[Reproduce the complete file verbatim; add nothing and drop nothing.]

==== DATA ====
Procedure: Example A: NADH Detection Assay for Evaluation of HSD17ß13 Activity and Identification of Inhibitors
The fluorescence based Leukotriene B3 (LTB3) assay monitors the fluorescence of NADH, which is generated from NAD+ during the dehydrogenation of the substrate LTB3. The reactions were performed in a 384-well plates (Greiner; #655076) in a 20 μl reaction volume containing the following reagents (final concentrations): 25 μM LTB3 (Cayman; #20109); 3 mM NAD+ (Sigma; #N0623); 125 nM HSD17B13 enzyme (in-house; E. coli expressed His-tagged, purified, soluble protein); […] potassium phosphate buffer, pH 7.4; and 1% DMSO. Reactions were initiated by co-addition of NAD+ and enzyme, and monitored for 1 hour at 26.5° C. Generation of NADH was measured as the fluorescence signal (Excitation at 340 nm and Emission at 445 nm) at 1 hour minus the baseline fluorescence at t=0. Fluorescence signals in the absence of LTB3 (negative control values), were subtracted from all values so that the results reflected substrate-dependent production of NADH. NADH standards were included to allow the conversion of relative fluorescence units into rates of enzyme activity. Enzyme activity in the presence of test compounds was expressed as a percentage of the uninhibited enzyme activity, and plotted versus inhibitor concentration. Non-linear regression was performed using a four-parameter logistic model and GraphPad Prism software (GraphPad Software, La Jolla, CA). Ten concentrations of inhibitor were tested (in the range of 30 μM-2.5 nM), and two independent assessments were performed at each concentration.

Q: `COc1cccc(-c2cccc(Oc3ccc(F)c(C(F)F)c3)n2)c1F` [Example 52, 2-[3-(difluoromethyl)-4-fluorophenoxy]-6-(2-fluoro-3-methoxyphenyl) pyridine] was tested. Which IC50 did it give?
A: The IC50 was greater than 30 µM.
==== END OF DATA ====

Procedure: Example A: NADH Detection Assay for Evaluation of HSD17ß13 Activity and Identification of Inhibitors
The fluorescence based Leukotriene B3 (LTB3) assay monitors the fluorescence of NADH, which is generated from NAD+ during the dehydrogenation of the substrate LTB3. The reactions were performed in a 384-well plates (Greiner; #655076) in a 20 μl reaction volume containing the following reagents (final concentrations): 25 μM LTB3 (Cayman; #20109); 3 mM NAD+ (Sigma; #N0623); 125 nM HSD17B13 enzyme (in-house; E. coli expressed His-tagged, purified, soluble protein); […] potassium phosphate buffer, pH 7.4; and 1% DMSO. Reactions were initiated by co-addition of NAD+ and enzyme, and monitored for 1 hour at 26.5° C. Generation of NADH was measured as the fluorescence signal (Excitation at 340 nm and Emission at 445 nm) at 1 hour minus the baseline fluorescence at t=0. Fluorescence signals in the absence of LTB3 (negative control values), were subtracted from all values so that the results reflected substrate-dependent production of NADH. NADH standards were included to allow the conversion of relative fluorescence units into rates of enzyme activity. Enzyme activity in the presence of test compounds was expressed as a percentage of the uninhibited enzyme activity, and plotted versus inhibitor concentration. Non-linear regression was performed using a four-parameter logistic model and GraphPad Prism software (GraphPad Software, La Jolla, CA). Ten concentrations of inhibitor were tested (in the range of 30 μM-2.5 nM), and two independent assessments were performed at each concentration.

Q: `COc1cccc(-c2cccc(Oc3ccc(F)c(C(F)F)c3)n2)c1F` [Example 52, 2-[3-(difluoromethyl)-4-fluorophenoxy]-6-(2-fluoro-3-methoxyphenyl) pyridine] was tested. Which IC50 did it give?
A: The IC50 was greater than 30 µM.